In terms of the countries which have gone the longest time with their current governments and borders (barring foreign occupation during wartime), the oldest countries in Europe are as follows:
To use an example from another continent, the region in which modern China is located can trace its dynastic history back to the 17th century BC. However, the region was unstable, with governments frequently fracturing into several smaller states before being reunified again. As such, historians often debate whether modern China was established in 220 BC (when emperor Qin Shi Huang took power), 1912 (when the final imperial government dissolved and was replaced by the democratic Beiyang government), 1928 (when the Chinese Communist Party took power), or 1949 (when the civil war between the CCP and Beiyang governments ended).
The oldest country in Europe varies depending upon one's definition of the terms "oldest" and "country". For example, most current sources define a country's age as the date its current iteration obtained sovereignty (its independence day). However, if one instead chooses to define a country's age by another indicator, such as the date its culture was first established, the date of its earliest known organized government, or the date when its borders were finalized, the list changes significantly. The rankings are also shuffled if one interprets the term "oldest" as meaning the average age of the country's inhabitants rather than the age of the country itself.
The argument is occasionally made that Bulgaria is the oldest country in Europe. While San Marino (est. 301 CE) is undeniably older, it is also one of the smallest countries in the world, essentially a city completely enclosed by Italy, with a total area of 60 km²/24 mi² (for comparison, the entire city of San Francisco's area is 121 km²/46.9 mi²). This disqualifies San Marino in the eyes of some.
Bulgaria, by comparison, is a more traditionally sized country at 110,900 km²/ 42,819 mi² and was established around 681 CE, well before any other modern country. At that time, the Proto-Bulgarian people, led by Khan Asparuh, crossed over the Danube River and established their own state, which was officially recognized in 681 CE. Why then is Bulgaria not listed by most sources as the oldest or second-oldest country in Europe? This original Bulgarian empire was conquered and dismantled during the early 11th century, regained its freedom in the late 12th century (1185 CE), and was then conquered in 1396 by the Ottomans, who ruled it for roughly 500 years. As such, while the name and much of the culture have remained consistent since 681, modern Bulgaria was not established until 1898.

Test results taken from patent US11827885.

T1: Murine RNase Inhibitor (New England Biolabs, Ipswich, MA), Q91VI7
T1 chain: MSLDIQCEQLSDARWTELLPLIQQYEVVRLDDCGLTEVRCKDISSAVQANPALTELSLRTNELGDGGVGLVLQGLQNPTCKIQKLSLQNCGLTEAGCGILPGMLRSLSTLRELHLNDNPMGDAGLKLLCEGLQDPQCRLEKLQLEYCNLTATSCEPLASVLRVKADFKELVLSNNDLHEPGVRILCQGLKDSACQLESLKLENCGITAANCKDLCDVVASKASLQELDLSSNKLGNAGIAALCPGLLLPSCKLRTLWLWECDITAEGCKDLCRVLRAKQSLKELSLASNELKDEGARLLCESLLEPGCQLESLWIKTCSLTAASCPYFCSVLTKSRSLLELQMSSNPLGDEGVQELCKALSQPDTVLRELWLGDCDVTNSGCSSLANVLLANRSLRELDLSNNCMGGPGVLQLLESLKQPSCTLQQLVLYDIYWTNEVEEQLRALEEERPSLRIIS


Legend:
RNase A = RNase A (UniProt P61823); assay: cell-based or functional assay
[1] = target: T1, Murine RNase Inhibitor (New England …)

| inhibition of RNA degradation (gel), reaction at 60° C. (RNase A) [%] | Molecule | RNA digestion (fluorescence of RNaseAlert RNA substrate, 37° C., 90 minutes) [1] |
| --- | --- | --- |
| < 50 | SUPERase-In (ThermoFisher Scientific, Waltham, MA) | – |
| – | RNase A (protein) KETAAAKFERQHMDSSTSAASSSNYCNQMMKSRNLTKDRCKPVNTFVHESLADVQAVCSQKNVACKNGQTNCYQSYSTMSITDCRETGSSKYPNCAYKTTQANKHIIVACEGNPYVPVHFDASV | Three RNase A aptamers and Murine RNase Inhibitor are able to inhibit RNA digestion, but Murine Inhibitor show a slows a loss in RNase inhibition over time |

Portugal is another of the oldest countries in Europe. Modern Portugal officially transitioned from a county (of León, now part of Spain) to a sovereign country in 1143, following Alfonso I of Portugal's victory over his cousin, Alfonso VII of León, in the Battle of Valdevez, which resulted in the Treaty of Zamora. Although it has had a hand in ruling other territories (such as Brazil), was partly occupied by Napoleon-led France during the Peninsular War from 1807-1811, and transitioned from a monarchy to a democracy, Portugal has remained a stable country since its establishment.
Denmark is somewhere between the first- or third-oldest country in Europe, depending upon one's classification of San Marino and which Danish founding date is chosen. The birthplace of much Viking culture, the region now known as Denmark was first consolidated between 700-800 CE, and declared a Christian nation in 965 CE. Since that time, Denmark has expanded its territory on multiple occasions, such as its first 100 years of existence, when it briefly occupied portions of what are now the United Kingdom and Norway, but always contracted back to its traditional boundaries.
Critics of Denmark's rank among Europe's oldest countries could point to the country's participation in the Kalmar Union, which politically merged Denmark, Norway, and Sweden into a single kingdom, ruled by Denmark's monarch, from 1387 to 1439 and again from 1440 onward. However, the countries were never fully integrated and began to revert in 1448, becoming largely independent of one another long before they officially re-separating in 1521 (Sweden) and 1814 (Norway).
France is also one of the oldest countries in Europe. France has a unique history, but its origin is traditionally traced back to 843 AD, when the Treaty of Verdun established West Francia, which evolved into the Kingdom of France in 987. France's borders have fluctuated at various times, most notably when sandwiched between the Holy Roman and Angevin Empires during the 1100s and the Napoleonic Wars of the early 1800s. France was also occupied by Nazi Germany during World War II before being liberated by the Allies, led by the United States and the British, in 1944.
The United Kingdom is not as old as one might assume, though the reason for this misconception is arguably a technicality. Although three of the four countries that make up the UK were founded more than a century ago—England (927 CE), Scotland (843), and Wales (1057)—the modern Kingdom of Great Britain was not formed until 1707, when England (which had already incorporated Wales) and Scotland merged. The kingdom would expand in 1801 with the addition of Ireland, which would split into Northern Ireland (which remained with the UK) and Ireland (which became independent) in 1921, in the aftermath of World War I.
San Marino is said to be the oldest country in Europe. The country was established in 301 CE.